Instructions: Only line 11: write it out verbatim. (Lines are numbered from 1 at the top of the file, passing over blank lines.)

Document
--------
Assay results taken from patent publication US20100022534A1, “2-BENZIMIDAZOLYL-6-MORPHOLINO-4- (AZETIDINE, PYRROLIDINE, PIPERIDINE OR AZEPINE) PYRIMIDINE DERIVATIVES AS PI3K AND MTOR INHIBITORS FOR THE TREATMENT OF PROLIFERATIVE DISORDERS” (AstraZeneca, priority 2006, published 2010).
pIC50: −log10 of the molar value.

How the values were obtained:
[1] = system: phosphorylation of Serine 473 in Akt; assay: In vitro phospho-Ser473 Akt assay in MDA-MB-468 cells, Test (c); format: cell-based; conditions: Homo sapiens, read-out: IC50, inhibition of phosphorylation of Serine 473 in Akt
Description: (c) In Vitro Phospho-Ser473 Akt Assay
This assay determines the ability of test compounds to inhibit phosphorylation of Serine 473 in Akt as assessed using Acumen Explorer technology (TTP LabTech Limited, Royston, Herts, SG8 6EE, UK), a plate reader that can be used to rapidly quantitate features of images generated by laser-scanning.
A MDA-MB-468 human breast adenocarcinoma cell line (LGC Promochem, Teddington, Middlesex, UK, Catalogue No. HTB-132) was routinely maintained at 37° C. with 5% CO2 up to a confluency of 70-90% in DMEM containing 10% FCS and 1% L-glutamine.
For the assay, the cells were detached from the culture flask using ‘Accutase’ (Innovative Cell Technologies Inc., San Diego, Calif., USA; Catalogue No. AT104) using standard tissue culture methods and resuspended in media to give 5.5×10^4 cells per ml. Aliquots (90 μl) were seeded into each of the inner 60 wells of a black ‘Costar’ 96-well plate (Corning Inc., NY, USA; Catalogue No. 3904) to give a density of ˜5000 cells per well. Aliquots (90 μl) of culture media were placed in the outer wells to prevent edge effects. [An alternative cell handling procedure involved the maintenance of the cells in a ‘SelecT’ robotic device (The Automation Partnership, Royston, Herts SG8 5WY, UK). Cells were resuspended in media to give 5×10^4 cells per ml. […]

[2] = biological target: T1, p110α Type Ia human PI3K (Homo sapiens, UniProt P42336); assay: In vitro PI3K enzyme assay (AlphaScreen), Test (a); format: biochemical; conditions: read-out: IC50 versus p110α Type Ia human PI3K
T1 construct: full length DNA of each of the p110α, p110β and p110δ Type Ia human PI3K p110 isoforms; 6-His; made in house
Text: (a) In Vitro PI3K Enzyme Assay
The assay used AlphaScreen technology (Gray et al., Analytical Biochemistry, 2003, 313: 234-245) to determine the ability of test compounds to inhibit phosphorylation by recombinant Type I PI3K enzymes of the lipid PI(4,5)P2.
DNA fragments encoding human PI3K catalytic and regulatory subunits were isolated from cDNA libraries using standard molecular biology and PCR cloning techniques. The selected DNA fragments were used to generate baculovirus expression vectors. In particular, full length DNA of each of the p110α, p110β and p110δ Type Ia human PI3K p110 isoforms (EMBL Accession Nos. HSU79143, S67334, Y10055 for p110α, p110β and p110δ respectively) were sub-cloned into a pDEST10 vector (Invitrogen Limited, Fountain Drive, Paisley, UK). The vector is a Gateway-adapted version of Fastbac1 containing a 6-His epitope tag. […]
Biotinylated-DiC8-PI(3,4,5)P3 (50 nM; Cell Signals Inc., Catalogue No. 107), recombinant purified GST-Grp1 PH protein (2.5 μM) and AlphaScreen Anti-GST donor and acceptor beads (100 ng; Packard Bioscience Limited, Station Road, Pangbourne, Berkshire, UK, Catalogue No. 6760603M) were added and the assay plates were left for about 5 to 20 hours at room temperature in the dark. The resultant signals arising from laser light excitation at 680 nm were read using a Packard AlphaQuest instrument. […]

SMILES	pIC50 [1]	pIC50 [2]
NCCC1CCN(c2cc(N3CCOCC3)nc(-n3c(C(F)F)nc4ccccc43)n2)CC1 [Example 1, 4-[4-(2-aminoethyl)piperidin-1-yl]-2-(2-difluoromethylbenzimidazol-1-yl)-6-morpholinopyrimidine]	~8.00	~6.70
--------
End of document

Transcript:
Text: (a) In Vitro PI3K Enzyme Assay